A. As an organization we continue to champion monitoring at a bigger scale. Continuous data inform EVERYTHING! Data help us make good policy decisions and also help us to relate environmental change to the general public. As environmental professionals, we are sentinels. We are the people watching and observing the world on a daily basis, and it’s our responsibility to understand ecosystem dynamics and to educate the people around us. Data help us do this.
Q. What are some of the challenges currently facing DISL?
A. Like most organizations right now, I’d say our biggest challenge is finding funds. Transitioning from grant to grant often times puts a lot of stress on the team.
It’s becoming difficult to get the money necessary for even basic ecosystem monitoring these days. It isn’t cheap to gather baseline data, but it’s absolutely critical to understand changes in our environment. You have to fight for every cent. Aside from funding, it’s balancing the needs of stakeholders, from restoration efforts to gulf-wide monitoring projects. Like all monitoring organizations, we have limited resources to go around. Everyone wants your time…for free. And while all these opportunities are worthwhile investments of our time, we have to prioritize. We can’t be everything to everyone, so we try to support as many folks as we can.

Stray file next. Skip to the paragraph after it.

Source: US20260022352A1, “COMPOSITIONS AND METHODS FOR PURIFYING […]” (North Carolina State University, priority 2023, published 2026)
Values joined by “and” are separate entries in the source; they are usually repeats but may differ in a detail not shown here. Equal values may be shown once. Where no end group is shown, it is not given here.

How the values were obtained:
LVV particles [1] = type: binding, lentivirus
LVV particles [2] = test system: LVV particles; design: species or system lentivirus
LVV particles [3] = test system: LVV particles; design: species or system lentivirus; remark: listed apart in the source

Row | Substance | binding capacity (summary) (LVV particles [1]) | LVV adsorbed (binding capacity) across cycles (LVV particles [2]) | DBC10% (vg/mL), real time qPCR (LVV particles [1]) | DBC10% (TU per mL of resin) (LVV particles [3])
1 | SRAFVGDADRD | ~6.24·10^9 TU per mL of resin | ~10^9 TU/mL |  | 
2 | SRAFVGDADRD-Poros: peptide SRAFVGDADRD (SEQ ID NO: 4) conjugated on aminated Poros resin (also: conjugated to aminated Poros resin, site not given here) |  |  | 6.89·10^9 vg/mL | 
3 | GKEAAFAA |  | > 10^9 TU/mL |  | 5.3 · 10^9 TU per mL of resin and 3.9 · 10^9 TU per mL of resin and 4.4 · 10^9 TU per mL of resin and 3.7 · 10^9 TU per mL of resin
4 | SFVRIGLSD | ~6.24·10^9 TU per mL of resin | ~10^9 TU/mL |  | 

Q. What tips or tricks can you share for securing funding for monitoring efforts?
A. BE CREATIVE! As practitioners we inherently know the primary audience that would benefit from our data and often times we’ll target the same groups over and over again with requests for funding. This is the starting line, not the finish line. It’s not easy to break outside of our traditional sources, but we’ve had success looking at public health agencies, tying our water quality data to things like seafood safety. There are lots of public health opportunities where we can all benefit.